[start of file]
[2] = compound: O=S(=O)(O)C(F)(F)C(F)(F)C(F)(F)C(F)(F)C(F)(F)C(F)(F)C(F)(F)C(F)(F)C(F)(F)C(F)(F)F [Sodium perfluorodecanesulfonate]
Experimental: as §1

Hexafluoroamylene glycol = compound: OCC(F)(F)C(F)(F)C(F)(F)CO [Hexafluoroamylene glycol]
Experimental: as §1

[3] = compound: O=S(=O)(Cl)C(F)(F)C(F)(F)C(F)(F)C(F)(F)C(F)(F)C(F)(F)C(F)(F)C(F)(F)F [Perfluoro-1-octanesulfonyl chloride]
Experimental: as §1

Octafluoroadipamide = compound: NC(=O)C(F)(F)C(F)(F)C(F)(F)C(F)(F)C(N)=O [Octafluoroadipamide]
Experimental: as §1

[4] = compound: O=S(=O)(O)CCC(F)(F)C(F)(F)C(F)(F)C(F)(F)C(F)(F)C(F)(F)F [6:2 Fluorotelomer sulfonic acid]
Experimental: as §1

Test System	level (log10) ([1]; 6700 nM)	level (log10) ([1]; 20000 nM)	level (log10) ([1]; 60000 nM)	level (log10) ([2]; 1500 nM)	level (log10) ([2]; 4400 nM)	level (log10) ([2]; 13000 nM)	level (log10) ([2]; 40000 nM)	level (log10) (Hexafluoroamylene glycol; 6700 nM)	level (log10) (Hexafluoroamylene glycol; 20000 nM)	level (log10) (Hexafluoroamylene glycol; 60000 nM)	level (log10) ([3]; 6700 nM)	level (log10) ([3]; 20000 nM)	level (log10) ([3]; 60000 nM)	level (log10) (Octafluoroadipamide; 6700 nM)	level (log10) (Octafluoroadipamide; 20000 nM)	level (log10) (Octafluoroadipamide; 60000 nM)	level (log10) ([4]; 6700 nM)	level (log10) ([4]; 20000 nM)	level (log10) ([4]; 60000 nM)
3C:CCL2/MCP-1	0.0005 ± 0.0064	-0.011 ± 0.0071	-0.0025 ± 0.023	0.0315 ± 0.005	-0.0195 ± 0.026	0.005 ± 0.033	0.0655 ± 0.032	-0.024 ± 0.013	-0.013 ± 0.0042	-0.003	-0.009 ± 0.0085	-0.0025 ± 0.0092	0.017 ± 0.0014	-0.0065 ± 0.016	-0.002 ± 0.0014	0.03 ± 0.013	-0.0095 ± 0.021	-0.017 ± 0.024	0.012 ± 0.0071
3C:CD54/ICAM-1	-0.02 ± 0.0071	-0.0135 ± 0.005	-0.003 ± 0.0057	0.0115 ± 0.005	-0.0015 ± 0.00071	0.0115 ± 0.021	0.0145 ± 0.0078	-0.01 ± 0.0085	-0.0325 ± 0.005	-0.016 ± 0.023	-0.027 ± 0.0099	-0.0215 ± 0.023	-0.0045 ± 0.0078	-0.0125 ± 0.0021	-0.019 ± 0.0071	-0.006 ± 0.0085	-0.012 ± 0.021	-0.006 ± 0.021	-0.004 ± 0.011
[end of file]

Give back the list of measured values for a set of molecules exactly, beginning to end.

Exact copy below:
[2] = compound: O=S(=O)(O)C(F)(F)C(F)(F)C(F)(F)C(F)(F)C(F)(F)C(F)(F)C(F)(F)C(F)(F)C(F)(F)C(F)(F)F [Sodium perfluorodecanesulfonate]
Experimental: as §1

Hexafluoroamylene glycol = compound: OCC(F)(F)C(F)(F)C(F)(F)CO [Hexafluoroamylene glycol]
Experimental: as §1

[3] = compound: O=S(=O)(Cl)C(F)(F)C(F)(F)C(F)(F)C(F)(F)C(F)(F)C(F)(F)C(F)(F)C(F)(F)F [Perfluoro-1-octanesulfonyl chloride]
Experimental: as §1

Octafluoroadipamide = compound: NC(=O)C(F)(F)C(F)(F)C(F)(F)C(F)(F)C(N)=O [Octafluoroadipamide]
Experimental: as §1

[4] = compound: O=S(=O)(O)CCC(F)(F)C(F)(F)C(F)(F)C(F)(F)C(F)(F)C(F)(F)F [6:2 Fluorotelomer sulfonic acid]
Experimental: as §1

Test System	level (log10) ([1]; 6700 nM)	level (log10) ([1]; 20000 nM)	level (log10) ([1]; 60000 nM)	level (log10) ([2]; 1500 nM)	level (log10) ([2]; 4400 nM)	level (log10) ([2]; 13000 nM)	level (log10) ([2]; 40000 nM)	level (log10) (Hexafluoroamylene glycol; 6700 nM)	level (log10) (Hexafluoroamylene glycol; 20000 nM)	level (log10) (Hexafluoroamylene glycol; 60000 nM)	level (log10) ([3]; 6700 nM)	level (log10) ([3]; 20000 nM)	level (log10) ([3]; 60000 nM)	level (log10) (Octafluoroadipamide; 6700 nM)	level (log10) (Octafluoroadipamide; 20000 nM)	level (log10) (Octafluoroadipamide; 60000 nM)	level (log10) ([4]; 6700 nM)	level (log10) ([4]; 20000 nM)	level (log10) ([4]; 60000 nM)
3C:CCL2/MCP-1	0.0005 ± 0.0064	-0.011 ± 0.0071	-0.0025 ± 0.023	0.0315 ± 0.005	-0.0195 ± 0.026	0.005 ± 0.033	0.0655 ± 0.032	-0.024 ± 0.013	-0.013 ± 0.0042	-0.003	-0.009 ± 0.0085	-0.0025 ± 0.0092	0.017 ± 0.0014	-0.0065 ± 0.016	-0.002 ± 0.0014	0.03 ± 0.013	-0.0095 ± 0.021	-0.017 ± 0.024	0.012 ± 0.0071
3C:CD54/ICAM-1	-0.02 ± 0.0071	-0.0135 ± 0.005	-0.003 ± 0.0057	0.0115 ± 0.005	-0.0015 ± 0.00071	0.0115 ± 0.021	0.0145 ± 0.0078	-0.01 ± 0.0085	-0.0325 ± 0.005	-0.016 ± 0.023	-0.027 ± 0.0099	-0.0215 ± 0.023	-0.0045 ± 0.0078	-0.0125 ± 0.0021	-0.019 ± 0.0071	-0.006 ± 0.0085	-0.012 ± 0.021	-0.006 ± 0.021	-0.004 ± 0.011